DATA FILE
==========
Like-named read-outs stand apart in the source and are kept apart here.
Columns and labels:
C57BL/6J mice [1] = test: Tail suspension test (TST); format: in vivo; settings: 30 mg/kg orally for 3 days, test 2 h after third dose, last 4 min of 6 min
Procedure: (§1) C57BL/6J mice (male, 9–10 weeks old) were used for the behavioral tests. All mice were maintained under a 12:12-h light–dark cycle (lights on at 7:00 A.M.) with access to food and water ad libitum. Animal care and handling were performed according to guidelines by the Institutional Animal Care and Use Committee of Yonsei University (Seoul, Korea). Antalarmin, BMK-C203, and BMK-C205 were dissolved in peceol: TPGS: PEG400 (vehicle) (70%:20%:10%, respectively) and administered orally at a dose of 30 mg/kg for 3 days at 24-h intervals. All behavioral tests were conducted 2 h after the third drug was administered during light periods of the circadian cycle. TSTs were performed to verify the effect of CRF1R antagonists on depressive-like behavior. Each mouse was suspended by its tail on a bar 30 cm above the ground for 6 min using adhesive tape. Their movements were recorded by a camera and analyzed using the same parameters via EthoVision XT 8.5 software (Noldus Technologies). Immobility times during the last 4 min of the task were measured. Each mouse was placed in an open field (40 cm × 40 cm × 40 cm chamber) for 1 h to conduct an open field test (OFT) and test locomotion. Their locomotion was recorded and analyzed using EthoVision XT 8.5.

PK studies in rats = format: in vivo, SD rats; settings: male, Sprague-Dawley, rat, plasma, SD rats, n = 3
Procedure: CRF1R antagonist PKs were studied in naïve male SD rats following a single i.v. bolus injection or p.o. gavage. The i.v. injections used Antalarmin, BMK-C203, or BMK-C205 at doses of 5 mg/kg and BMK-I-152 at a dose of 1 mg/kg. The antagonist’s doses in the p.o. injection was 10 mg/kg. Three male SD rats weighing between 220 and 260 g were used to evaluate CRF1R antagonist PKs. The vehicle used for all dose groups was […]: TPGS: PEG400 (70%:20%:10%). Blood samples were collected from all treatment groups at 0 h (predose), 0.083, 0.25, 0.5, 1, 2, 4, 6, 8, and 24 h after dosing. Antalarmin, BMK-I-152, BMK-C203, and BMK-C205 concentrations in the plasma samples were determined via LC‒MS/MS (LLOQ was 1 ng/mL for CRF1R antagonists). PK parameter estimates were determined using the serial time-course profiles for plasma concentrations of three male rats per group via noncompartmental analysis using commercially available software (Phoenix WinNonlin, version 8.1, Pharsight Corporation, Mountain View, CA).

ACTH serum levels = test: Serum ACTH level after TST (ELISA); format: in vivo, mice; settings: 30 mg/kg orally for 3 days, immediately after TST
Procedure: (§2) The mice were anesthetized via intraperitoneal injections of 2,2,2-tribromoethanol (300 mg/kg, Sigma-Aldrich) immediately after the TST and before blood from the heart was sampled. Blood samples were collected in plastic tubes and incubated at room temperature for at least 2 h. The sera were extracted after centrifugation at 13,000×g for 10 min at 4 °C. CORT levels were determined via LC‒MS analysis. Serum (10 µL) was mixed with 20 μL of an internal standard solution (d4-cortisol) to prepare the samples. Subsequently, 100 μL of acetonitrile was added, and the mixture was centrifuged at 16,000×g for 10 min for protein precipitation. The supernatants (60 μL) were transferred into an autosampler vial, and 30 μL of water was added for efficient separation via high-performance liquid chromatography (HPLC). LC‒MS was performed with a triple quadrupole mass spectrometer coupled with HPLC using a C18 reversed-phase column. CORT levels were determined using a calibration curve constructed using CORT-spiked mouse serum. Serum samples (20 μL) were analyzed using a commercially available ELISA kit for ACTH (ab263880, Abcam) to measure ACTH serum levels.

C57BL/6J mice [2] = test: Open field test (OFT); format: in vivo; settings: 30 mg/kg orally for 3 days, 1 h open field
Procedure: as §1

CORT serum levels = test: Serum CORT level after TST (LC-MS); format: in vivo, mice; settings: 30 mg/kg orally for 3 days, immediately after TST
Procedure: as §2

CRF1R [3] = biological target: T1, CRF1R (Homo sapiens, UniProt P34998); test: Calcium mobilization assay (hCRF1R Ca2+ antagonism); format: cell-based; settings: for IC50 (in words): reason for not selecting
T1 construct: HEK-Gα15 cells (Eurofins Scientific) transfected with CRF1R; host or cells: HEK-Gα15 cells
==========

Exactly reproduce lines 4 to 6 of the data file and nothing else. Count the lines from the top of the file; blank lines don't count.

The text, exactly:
Procedure: (§1) C57BL/6J mice (male, 9–10 weeks old) were used for the behavioral tests. All mice were maintained under a 12:12-h light–dark cycle (lights on at 7:00 A.M.) with access to food and water ad libitum. Animal care and handling were performed according to guidelines by the Institutional Animal Care and Use Committee of Yonsei University (Seoul, Korea). Antalarmin, BMK-C203, and BMK-C205 were dissolved in peceol: TPGS: PEG400 (vehicle) (70%:20%:10%, respectively) and administered orally at a dose of 30 mg/kg for 3 days at 24-h intervals. All behavioral tests were conducted 2 h after the third drug was administered during light periods of the circadian cycle. TSTs were performed to verify the effect of CRF1R antagonists on depressive-like behavior. Each mouse was suspended by its tail on a bar 30 cm above the ground for 6 min using adhesive tape. Their movements were recorded by a camera and analyzed using the same parameters via EthoVision XT 8.5 software (Noldus Technologies). Immobility times during the last 4 min of the task were measured. Each mouse was placed in an open field (40 cm × 40 cm × 40 cm chamber) for 1 h to conduct an open field test (OFT) and test locomotion. Their locomotion was recorded and analyzed using EthoVision XT 8.5.

PK studies in rats = format: in vivo, SD rats; settings: male, Sprague-Dawley, rat, plasma, SD rats, n = 3
Procedure: CRF1R antagonist PKs were studied in naïve male SD rats following a single i.v. bolus injection or p.o. gavage. The i.v. injections used Antalarmin, BMK-C203, or BMK-C205 at doses of 5 mg/kg and BMK-I-152 at a dose of 1 mg/kg. The antagonist’s doses in the p.o. injection was 10 mg/kg. Three male SD rats weighing between 220 and 260 g were used to evaluate CRF1R antagonist PKs. The vehicle used for all dose groups was […]: TPGS: PEG400 (70%:20%:10%). Blood samples were collected from all treatment groups at 0 h (predose), 0.083, 0.25, 0.5, 1, 2, 4, 6, 8, and 24 h after dosing. Antalarmin, BMK-I-152, BMK-C203, and BMK-C205 concentrations in the plasma samples were determined via LC‒MS/MS (LLOQ was 1 ng/mL for CRF1R antagonists). PK parameter estimates were determined using the serial time-course profiles for plasma concentrations of three male rats per group via noncompartmental analysis using commercially available software (Phoenix WinNonlin, version 8.1, Pharsight Corporation, Mountain View, CA).